S&P's US downgrade sparks stock sell-off

Alarm over deteriorating public finances in the US, Greece and other peripheral eurozone nations hit markets today, pushing the FTSE down to its lowest close in four weeks.

Credit rating agency Standard & Poor’s cut its outlook on the US’ rating outlook to negative, from stable, citing a lack of decisive action to rein in its growing budget deficit.

The new hit the FTSE 100, pushing it down 2.1 per cent to close at 5,870.08, despite it climbing to the 6,000 mark earlier in the day.

“All thoughts of a quiet lead-up to Easter were blown out of the water this afternoon when Standard and Poors put the US on negative watch, sending an already weaker equity market even lower,” said CMC markets analyst Michael Hewson.

Adding to the woes, Moody’s downgraded Ireland’s rating to ‘junk’ while Finland’s strongly euro-sceptic new government stoked fears that it would object to the impending ratification of Portugal’s bailout.

Just two stocks – WPP and Serco, each up about 0.1 per cent – rose by the end of the day, while household goods maker Reckitt Benckiser finished unchanged.

Miners were among the worst affected by the rush away from risky stocks, with Antofagasta (down five per cent to 1,304p) and Anglo American (down five per cent to 2,983p) leading the fallers.

Precious metal miner Fresnillo, which fell 3.9 per cent to 1,514p, and copper miner Kazakhmys, which ended 3.8 per cent lower at 1,308p, both also featured among the biggest fallers.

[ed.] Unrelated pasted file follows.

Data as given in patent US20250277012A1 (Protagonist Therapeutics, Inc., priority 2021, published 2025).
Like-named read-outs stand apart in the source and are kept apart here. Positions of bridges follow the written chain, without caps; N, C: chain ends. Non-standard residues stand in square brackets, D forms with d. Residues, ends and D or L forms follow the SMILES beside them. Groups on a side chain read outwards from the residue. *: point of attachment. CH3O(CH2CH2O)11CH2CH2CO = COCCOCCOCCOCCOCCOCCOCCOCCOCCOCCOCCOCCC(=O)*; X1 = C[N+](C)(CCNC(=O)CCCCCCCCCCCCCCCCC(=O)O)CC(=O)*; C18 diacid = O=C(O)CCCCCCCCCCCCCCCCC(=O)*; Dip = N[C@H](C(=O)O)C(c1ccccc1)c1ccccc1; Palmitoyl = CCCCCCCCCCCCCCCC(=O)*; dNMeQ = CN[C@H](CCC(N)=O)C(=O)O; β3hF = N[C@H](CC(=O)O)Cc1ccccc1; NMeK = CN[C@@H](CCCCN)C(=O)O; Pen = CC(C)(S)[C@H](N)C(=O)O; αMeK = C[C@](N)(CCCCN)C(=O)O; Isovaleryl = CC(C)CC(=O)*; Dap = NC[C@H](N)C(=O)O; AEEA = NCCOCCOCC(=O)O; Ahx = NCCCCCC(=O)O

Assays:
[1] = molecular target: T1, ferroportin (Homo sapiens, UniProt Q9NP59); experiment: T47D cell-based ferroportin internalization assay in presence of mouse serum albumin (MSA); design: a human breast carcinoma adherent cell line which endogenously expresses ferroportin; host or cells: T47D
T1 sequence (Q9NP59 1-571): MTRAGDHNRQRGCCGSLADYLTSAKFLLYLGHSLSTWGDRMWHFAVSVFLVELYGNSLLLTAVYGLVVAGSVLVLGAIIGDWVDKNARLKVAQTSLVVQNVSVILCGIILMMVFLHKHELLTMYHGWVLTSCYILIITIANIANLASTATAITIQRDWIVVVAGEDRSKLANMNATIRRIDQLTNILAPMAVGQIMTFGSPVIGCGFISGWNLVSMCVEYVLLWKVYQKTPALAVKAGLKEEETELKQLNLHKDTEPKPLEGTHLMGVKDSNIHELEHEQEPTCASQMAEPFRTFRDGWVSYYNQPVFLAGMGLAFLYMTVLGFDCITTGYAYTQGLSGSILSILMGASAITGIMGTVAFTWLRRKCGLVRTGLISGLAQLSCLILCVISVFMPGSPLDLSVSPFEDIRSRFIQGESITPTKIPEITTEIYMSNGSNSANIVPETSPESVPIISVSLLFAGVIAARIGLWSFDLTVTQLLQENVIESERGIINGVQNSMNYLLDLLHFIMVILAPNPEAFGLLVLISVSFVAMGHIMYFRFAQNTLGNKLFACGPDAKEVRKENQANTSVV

Life insurance consolidator Resolution closed down 4.8 per cent at 294.7p with traders blaming UBS analysts’ decision to downgrade it to neutral as its strategy moves from acquisitions to extracting returns.

Fellow life insurers Aviva (down 4.6 per cent at 414.7p) and Prudential (down 3.7 per cent to 715.5p were also affected.

The banking sector also suffered from the eurozone concerns. Barclays lost 3.6 per cent to finish at 290.7p, while RBS closed down two per cent at 41.81p.

“The banking sector has also slumped on the back of reports, later denied, that the Greek government had approached the EU/IMF with a view to restructuring their debt. However with bond yields continuing to surge the market appears to be pricing in an inevitable default scenario,” Hewson said.

The FTSE 250 fared slightly better, as online gaming firm Bwin.party Digital Entertainment jumped 30 per cent to 170p on the back of a US government crackdown on the other major players in the sector.

US markets also opened lower over the S&P downgrade, but recovered some ground in later trading after traders said the shock sell-off of stocks was overblown.

The Dow Jones industrial average ended 140.24 points, or 1.14 per cent, to 12,201.59. The Standard & Poor's 500 finished down 14.55 points, or 1.1 per cent, to 1,305.13, while the Nasdaq Composite index closed 29.27 points, or 1.06 per cent, down at 2,735.38.